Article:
House Judiciary Committee Chair Jerrold Nadler (D-N.Y.) sought to preempt Republican arguments against new firearm legislation on Thursday, countering claims that video games or a lack of mental health care are driving the gun violence epidemic in the U.S.
Nadler’s comments came as his panel marked up a package of gun bills in the wake of two mass shootings in Buffalo, N.Y., and Uvalde, Texas, that killed a combined 31 people — including 10 Black Americans and 19 elementary school students.
Following the massacres, a number of GOP lawmakers have sought to deflect from gun control legislation by claiming that violent entertainment, mental health and other factors led to the recent spate of shootings.
At the National Rifle Association’s annual meeting last week, which occurred just days after the Uvalde elementary school shooting, Sen. Ted Cruz (R-Texas) said, “tragedies like the events of this week are a mirror forcing us to ask hard questions” and look at “desensitizing the act of murder in video games, chronic isolation, prescription drug and opioid abuse,” among other elements.
Nadler on Thursday sought to refute those ideas.
“Allow me to rebut some of my Republican colleagues’ arguments in advance,” he said.
“Nobody seriously believes that Hollywood or video games are to blame for the epidemic of gun violence in America. Our children watch the same movies and play the same games as children in Canada and England and Japan. But only in the United States do we ask the parents of elementary school children to stand in line so we can match their DNA to the remains of their children, because only the United States is awash in 400 million guns,” he added.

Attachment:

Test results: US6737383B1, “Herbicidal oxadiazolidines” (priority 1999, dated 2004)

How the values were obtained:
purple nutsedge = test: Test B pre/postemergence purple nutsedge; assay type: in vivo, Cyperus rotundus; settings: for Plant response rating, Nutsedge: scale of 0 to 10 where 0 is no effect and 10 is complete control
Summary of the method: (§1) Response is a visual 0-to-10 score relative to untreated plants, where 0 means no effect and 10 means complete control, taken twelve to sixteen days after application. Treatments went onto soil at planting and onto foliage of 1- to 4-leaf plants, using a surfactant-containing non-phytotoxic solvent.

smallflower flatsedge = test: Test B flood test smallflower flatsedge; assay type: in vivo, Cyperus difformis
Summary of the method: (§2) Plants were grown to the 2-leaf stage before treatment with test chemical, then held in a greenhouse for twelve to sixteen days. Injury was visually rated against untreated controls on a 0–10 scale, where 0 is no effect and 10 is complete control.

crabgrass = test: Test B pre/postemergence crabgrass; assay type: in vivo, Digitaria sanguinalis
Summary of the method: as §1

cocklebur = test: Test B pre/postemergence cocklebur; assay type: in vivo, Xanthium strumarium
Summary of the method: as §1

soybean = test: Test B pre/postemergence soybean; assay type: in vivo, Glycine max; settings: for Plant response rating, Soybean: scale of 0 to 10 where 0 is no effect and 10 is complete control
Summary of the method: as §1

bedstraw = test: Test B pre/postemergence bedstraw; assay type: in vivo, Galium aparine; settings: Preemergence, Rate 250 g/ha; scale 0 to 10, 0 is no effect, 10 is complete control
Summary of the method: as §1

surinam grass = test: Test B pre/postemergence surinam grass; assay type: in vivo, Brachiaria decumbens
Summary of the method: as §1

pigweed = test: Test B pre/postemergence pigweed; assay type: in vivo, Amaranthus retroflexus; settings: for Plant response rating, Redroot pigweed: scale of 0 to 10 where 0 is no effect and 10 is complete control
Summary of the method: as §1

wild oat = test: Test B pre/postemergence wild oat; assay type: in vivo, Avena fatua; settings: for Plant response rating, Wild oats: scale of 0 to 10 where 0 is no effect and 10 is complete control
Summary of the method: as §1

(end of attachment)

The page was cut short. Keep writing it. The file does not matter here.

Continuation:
The Judiciary Committee chairman pointed out that other countries also struggled with their mental health systems, but “those countries do not experience the gun violence that we do.”
“You say that these deaths were caused by a lack of mental health care. I agree that we need to do more for those in our communities who may be in crisis, and I hope that you will join me the next time we are asked to fund such initiatives. I expect that many of my Republican colleagues will not,” Nadler said.
Nadler reflected on previous mass shootings, dismissing the claim that it is too soon to take action on gun legislation and that Democrats are “politicizing these tragedies to enact new policies.”
“It has been 23 years since Columbine. Fifteen years since Virginia Tech. Ten years since Sandy Hook. Seven years since Charleston. Four years since Parkland and Santa Fe and [the] Tree of Life Synagogue in Pittsburgh. It has been three years since El Paso. It has been a week since we learned, again, that gun violence can reach any of our children and grandchildren at any time, and that no number of armed guards can guarantee their safety. It has not even been 24 hours since the last mass shooting, and who knows how long until the next one. Too soon, my friends? What the hell are you waiting for?” he asked.
The package lawmakers marked-up on Thursday includes measures to raise the age to buy semi-automatic rifles to 21, prohibit gun trafficking, require that all guns are traceable, mandate that gun owners store their firearms safely, close the bump-stock loophole and place restrictions on high-capacity magazines.
Nadler on Thursday told reporters that the bill will arrive on the House floor next week “if we have the votes.”